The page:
An official of the National Association of Securities Professionals expressed concerns yesterday that the organization was not asked to participate in closed-door sessions on possible new disclosure regulations for the municipal industry.

"This is disappointing to us because it really does represent the reason why we have an association like NASP," said Raymond J. McClendon, chairman of the group, which represents about 300 minority and women securities professionals from minority-owned Wall Street and regional firms.

McClendon said NASP had not been invited to a meeting held by the Securities and Exchange Commission and the Municipal Securities Rulemaking Board yesterday at the Pierre Hotel in New York City. The meeting was set to begin developing a list of the minimum requirements of ongoing disclosure for issuers.

Christopher Taylor, executive director of the MSRB, said recently that the board and Arthur Levitt, chairman of the SEC, planned to meet with a "cast of thousands," including representatives of issuers, analysts, bond lawyers, dealers, and others.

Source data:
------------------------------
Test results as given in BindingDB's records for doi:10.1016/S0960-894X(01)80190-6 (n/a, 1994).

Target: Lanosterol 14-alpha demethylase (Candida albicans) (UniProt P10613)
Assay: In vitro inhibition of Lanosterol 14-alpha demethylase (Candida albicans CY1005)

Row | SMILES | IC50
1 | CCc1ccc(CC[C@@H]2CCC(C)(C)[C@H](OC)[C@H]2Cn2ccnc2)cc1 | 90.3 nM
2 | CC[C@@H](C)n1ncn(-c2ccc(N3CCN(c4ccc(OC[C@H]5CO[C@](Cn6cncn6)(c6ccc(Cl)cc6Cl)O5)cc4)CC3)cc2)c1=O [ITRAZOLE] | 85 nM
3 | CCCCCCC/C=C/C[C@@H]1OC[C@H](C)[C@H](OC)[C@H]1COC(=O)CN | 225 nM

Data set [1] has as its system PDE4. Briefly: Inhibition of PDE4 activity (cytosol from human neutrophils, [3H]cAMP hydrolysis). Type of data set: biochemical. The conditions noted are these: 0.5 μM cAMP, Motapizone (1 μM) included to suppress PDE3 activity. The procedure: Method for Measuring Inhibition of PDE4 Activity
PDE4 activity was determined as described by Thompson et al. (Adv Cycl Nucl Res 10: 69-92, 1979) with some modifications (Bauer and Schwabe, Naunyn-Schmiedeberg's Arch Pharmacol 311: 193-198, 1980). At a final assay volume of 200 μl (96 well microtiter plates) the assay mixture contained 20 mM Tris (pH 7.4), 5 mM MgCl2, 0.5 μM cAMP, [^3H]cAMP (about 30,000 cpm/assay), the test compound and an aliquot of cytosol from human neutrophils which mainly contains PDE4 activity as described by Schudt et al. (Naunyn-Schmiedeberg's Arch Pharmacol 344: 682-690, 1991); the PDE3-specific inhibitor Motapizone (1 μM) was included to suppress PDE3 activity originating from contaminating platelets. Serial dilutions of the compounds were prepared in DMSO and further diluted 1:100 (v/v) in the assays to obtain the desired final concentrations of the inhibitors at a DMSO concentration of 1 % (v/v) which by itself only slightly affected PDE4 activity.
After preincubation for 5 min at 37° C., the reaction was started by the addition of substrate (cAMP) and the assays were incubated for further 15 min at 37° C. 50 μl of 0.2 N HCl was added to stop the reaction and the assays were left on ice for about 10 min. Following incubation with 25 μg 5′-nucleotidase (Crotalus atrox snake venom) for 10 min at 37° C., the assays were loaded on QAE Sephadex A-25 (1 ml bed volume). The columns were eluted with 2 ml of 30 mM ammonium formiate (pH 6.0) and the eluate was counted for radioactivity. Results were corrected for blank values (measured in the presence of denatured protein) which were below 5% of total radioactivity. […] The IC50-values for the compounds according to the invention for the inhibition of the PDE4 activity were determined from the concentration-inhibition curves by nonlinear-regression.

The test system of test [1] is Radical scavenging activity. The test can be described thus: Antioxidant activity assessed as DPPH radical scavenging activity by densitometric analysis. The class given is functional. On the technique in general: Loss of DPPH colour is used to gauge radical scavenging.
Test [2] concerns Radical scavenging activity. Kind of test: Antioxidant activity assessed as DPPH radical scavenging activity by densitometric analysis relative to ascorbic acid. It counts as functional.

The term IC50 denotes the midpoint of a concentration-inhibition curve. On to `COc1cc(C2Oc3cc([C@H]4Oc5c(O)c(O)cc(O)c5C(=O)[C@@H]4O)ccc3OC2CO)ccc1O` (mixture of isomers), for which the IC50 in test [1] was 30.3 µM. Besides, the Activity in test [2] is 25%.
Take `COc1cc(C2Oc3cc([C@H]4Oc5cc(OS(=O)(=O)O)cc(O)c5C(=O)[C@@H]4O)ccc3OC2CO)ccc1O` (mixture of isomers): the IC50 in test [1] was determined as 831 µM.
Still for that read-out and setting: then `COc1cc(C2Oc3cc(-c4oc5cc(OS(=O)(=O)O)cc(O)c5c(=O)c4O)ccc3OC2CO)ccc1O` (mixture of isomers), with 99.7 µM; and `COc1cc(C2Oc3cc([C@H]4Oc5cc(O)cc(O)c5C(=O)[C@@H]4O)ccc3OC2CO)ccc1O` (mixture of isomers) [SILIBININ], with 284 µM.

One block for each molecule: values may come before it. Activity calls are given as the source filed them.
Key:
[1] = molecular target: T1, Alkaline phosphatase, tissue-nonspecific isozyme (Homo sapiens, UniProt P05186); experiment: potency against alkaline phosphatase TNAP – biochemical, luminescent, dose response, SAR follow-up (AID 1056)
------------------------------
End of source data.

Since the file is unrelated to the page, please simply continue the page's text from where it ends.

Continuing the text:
Another meeting is set for Oct. 18.

"We asked to be invited. Unfortunately, we did not receive an invitation," McClendon said.

Although NASP contacted both the SEC and the MSRB, "we have not gotten a clear answer on who was responsible for the invitations," McClendon said. "As the only trade association specifically charged to promote the interests of women and minorities, we are disappointed that we have been overlooked for whatever reason."

Disclosure and political contributions will be among the topics discussed at the NASP's annual meeting today through Saturday at the Vista Hotel in Washington, D.C.

Officials at the MSRB and the SEC could not be reached for comment.

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